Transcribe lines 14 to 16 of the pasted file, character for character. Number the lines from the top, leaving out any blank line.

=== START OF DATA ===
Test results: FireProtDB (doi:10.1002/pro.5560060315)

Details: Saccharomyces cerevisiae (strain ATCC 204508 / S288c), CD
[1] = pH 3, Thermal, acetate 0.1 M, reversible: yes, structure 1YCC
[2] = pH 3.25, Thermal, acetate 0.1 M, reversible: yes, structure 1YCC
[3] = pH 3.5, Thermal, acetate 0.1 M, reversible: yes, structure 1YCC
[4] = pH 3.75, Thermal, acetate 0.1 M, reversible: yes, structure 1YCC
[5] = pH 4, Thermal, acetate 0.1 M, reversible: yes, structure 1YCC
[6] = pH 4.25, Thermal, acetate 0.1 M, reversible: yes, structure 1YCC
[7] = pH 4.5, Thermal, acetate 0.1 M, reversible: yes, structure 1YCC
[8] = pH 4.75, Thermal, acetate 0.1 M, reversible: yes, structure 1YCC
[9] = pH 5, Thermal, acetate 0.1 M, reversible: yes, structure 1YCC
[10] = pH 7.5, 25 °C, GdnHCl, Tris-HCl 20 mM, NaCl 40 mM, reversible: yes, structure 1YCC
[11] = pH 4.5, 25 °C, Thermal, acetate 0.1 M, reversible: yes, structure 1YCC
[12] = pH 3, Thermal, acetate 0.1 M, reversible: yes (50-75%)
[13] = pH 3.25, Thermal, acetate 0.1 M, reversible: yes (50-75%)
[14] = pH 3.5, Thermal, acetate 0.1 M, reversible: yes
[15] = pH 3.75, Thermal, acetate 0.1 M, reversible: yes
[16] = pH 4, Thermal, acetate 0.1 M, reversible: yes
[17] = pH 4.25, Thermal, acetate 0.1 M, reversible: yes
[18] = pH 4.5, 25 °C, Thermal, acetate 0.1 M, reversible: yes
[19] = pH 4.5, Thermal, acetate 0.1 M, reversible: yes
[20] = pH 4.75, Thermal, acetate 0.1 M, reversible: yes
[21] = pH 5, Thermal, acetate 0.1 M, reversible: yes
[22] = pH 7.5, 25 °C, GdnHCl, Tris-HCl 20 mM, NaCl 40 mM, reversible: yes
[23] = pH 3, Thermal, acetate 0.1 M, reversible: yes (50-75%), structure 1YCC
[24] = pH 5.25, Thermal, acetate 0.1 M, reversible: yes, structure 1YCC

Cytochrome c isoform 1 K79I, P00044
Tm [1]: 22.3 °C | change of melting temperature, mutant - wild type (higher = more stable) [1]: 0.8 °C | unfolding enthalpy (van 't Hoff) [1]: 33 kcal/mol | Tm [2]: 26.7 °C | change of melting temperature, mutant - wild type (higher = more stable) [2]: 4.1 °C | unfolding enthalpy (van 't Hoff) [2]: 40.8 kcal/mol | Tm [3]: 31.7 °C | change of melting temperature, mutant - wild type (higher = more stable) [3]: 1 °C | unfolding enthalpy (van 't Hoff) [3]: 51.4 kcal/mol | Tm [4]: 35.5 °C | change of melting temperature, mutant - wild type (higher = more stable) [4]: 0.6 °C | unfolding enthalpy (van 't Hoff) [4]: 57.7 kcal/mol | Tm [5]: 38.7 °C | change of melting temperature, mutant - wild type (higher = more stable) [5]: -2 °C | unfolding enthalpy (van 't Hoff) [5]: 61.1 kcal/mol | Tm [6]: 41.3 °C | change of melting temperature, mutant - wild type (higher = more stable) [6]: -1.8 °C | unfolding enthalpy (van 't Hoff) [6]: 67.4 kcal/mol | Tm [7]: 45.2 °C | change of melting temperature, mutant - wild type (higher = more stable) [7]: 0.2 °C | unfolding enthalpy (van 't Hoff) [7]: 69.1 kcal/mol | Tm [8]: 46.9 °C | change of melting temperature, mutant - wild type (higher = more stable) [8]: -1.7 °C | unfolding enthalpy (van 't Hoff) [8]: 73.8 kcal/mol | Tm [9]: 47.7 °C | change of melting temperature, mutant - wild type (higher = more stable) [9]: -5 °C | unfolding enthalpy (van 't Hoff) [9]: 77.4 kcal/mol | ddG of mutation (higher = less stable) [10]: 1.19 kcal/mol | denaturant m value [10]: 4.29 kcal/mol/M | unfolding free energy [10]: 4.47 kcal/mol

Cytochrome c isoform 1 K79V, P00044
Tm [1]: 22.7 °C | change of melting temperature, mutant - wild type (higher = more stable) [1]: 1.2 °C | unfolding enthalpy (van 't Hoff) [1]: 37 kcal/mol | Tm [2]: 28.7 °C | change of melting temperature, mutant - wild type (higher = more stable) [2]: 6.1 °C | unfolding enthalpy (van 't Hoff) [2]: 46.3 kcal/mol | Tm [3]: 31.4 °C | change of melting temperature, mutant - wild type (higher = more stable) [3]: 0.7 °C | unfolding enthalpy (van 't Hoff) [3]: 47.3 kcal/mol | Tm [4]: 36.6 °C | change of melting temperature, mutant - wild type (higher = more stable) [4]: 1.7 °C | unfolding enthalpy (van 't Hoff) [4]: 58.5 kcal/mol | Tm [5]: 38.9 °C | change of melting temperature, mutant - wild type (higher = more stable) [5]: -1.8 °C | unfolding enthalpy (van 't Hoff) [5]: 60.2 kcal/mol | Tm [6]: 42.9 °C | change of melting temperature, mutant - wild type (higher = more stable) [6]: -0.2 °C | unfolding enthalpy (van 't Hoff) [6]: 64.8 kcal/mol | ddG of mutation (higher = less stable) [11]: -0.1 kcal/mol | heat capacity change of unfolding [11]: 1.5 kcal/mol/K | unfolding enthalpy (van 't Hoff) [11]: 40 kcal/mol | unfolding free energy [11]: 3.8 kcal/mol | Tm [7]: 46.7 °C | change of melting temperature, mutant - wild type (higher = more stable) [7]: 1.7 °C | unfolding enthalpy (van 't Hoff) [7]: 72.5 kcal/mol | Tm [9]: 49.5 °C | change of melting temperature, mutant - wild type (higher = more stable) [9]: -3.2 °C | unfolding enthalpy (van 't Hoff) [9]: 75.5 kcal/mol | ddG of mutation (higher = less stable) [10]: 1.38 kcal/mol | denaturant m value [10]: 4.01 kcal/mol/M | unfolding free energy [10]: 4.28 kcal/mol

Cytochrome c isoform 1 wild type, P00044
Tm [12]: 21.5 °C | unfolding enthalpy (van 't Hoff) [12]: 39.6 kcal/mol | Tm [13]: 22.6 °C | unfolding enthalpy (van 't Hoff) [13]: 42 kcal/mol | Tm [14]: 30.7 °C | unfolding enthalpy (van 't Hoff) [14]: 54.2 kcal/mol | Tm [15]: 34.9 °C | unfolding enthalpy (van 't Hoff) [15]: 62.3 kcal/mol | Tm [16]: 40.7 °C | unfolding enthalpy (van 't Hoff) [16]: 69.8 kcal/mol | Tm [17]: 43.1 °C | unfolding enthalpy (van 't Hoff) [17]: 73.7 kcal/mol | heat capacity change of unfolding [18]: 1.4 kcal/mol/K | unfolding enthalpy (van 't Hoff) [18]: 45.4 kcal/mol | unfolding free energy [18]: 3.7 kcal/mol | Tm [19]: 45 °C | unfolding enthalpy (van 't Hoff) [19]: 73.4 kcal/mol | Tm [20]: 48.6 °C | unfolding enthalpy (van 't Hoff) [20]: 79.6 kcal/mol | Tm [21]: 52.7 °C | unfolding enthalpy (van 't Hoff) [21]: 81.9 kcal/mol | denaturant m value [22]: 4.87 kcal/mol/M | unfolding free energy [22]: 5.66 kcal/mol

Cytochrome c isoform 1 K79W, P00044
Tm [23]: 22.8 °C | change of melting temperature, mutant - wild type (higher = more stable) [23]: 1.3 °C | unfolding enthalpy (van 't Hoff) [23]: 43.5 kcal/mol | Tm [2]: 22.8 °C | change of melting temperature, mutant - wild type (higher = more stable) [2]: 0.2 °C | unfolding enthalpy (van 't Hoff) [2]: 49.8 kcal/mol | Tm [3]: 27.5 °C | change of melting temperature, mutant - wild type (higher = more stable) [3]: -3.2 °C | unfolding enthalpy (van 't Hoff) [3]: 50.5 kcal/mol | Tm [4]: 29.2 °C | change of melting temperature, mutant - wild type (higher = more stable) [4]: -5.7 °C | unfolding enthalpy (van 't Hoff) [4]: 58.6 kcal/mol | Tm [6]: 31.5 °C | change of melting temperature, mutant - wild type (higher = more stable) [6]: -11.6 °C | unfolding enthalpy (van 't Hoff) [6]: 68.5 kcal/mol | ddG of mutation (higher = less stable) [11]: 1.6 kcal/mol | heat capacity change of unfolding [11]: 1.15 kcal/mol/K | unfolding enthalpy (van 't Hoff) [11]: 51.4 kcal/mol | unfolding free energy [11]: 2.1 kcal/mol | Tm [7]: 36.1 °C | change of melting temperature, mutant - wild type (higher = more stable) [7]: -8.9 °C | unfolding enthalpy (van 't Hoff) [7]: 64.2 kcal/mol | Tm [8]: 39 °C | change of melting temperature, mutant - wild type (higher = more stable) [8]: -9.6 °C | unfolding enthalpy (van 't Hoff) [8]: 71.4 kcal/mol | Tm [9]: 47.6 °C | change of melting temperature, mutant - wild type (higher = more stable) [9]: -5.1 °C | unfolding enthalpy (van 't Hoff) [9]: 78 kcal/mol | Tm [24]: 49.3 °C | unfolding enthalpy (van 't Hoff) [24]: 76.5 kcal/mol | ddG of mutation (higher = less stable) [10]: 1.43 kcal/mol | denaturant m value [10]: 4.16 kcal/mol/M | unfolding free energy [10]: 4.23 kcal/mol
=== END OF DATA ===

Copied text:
[12] = pH 3, Thermal, acetate 0.1 M, reversible: yes (50-75%)
[13] = pH 3.25, Thermal, acetate 0.1 M, reversible: yes (50-75%)
[14] = pH 3.5, Thermal, acetate 0.1 M, reversible: yes